Yo, an awful but interesting messaging app that doesn’t actually let you send messages, just crossed the million-user threshold since launching last Wednesday. Part of its enormous popularity is its aggressive approach to simplicity: All Yo does is send friends a push notification that says, plainly, “Yo.”
On Friday, however, three hackers from Georgia Tech managed to obtain the phone numbers of 300,000 Yo users, barraging those users’ friends with a tidal wave of Yos. For a brief time, those phone numbers were exposed on a “Yo Hack” website.
“Yo started as a weekend project and exploded a little too soon,” said Or Arbel, Yo’s developer and founder. “We were just finishing up rewriting the infrastructure in a proper and secure way, as suitable for production-grade apps, when it suddenly blew up and went viral.”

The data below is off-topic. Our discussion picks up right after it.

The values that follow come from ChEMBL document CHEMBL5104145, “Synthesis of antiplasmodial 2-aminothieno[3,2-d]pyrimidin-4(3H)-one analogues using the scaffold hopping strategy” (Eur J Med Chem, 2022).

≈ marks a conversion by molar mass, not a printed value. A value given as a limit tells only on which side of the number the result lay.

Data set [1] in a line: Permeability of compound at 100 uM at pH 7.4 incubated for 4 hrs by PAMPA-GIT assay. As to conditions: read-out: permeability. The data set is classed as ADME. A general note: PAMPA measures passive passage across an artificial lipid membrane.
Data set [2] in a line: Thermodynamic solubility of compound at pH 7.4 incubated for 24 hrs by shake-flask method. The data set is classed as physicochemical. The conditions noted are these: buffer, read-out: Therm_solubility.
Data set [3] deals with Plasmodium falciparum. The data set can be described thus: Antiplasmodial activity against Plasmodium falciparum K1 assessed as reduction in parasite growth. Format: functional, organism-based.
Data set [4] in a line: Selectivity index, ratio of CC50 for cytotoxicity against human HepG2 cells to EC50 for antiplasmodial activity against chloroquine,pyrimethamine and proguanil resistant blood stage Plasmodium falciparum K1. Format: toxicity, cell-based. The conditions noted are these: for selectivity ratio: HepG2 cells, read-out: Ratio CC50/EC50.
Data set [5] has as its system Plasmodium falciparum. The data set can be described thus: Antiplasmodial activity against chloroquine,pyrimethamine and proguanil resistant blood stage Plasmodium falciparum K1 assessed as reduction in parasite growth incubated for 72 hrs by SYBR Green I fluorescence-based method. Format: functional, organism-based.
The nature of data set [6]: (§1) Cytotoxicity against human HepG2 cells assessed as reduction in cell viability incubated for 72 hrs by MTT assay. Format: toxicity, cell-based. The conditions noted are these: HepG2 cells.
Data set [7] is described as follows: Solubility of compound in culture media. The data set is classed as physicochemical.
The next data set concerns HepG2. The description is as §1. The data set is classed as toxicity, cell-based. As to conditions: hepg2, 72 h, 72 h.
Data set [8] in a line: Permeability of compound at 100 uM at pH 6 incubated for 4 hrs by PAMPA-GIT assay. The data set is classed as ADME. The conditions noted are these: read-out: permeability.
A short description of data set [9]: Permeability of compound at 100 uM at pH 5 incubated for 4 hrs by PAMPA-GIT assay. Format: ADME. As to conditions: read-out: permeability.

It reflects a hyper-paced tech industry that would rather launch first, scale fast, and patch any security vulnerabilities as they happen, often to the detriment of you, the user.
Yo, to its credit, seems to be proactive about addressing the embarrassing exploit. According to The Guardian, Yo has enlisted one of those Georgia Tech hackers to help fix its security vulnerabilities. That’s one way to land a new job.CG